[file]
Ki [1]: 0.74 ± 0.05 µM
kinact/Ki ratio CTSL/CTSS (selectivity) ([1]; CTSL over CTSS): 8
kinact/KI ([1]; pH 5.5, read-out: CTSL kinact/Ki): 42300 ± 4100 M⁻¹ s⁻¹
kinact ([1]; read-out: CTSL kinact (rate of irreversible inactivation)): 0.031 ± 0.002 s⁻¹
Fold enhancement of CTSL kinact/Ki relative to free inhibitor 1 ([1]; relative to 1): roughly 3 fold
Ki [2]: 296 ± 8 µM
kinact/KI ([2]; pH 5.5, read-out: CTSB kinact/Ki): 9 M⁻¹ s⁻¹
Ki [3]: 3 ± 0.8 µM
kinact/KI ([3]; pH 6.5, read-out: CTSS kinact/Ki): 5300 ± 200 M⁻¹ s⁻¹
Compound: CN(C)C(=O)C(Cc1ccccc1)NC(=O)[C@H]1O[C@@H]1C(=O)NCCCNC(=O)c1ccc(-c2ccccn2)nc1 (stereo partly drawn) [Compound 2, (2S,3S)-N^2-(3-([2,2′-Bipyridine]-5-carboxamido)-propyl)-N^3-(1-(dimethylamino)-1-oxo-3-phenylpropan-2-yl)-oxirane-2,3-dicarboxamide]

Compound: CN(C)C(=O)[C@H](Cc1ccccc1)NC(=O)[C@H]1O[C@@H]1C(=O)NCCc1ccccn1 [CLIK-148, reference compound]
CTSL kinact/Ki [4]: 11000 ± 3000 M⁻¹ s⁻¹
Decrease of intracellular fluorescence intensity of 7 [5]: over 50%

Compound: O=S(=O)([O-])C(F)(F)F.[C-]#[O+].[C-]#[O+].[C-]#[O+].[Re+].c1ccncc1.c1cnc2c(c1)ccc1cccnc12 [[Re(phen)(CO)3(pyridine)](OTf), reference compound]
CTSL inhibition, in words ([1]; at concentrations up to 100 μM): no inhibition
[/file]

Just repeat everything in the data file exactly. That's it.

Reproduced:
Ki [1]: 0.74 ± 0.05 µM
kinact/Ki ratio CTSL/CTSS (selectivity) ([1]; CTSL over CTSS): 8
kinact/KI ([1]; pH 5.5, read-out: CTSL kinact/Ki): 42300 ± 4100 M⁻¹ s⁻¹
kinact ([1]; read-out: CTSL kinact (rate of irreversible inactivation)): 0.031 ± 0.002 s⁻¹
Fold enhancement of CTSL kinact/Ki relative to free inhibitor 1 ([1]; relative to 1): roughly 3 fold
Ki [2]: 296 ± 8 µM
kinact/KI ([2]; pH 5.5, read-out: CTSB kinact/Ki): 9 M⁻¹ s⁻¹
Ki [3]: 3 ± 0.8 µM
kinact/KI ([3]; pH 6.5, read-out: CTSS kinact/Ki): 5300 ± 200 M⁻¹ s⁻¹
Compound: CN(C)C(=O)C(Cc1ccccc1)NC(=O)[C@H]1O[C@@H]1C(=O)NCCCNC(=O)c1ccc(-c2ccccn2)nc1 (stereo partly drawn) [Compound 2, (2S,3S)-N^2-(3-([2,2′-Bipyridine]-5-carboxamido)-propyl)-N^3-(1-(dimethylamino)-1-oxo-3-phenylpropan-2-yl)-oxirane-2,3-dicarboxamide]

Compound: CN(C)C(=O)[C@H](Cc1ccccc1)NC(=O)[C@H]1O[C@@H]1C(=O)NCCc1ccccn1 [CLIK-148, reference compound]
CTSL kinact/Ki [4]: 11000 ± 3000 M⁻¹ s⁻¹
Decrease of intracellular fluorescence intensity of 7 [5]: over 50%

Compound: O=S(=O)([O-])C(F)(F)F.[C-]#[O+].[C-]#[O+].[C-]#[O+].[Re+].c1ccncc1.c1cnc2c(c1)ccc1cccnc12 [[Re(phen)(CO)3(pyridine)](OTf), reference compound]
CTSL inhibition, in words ([1]; at concentrations up to 100 μM): no inhibition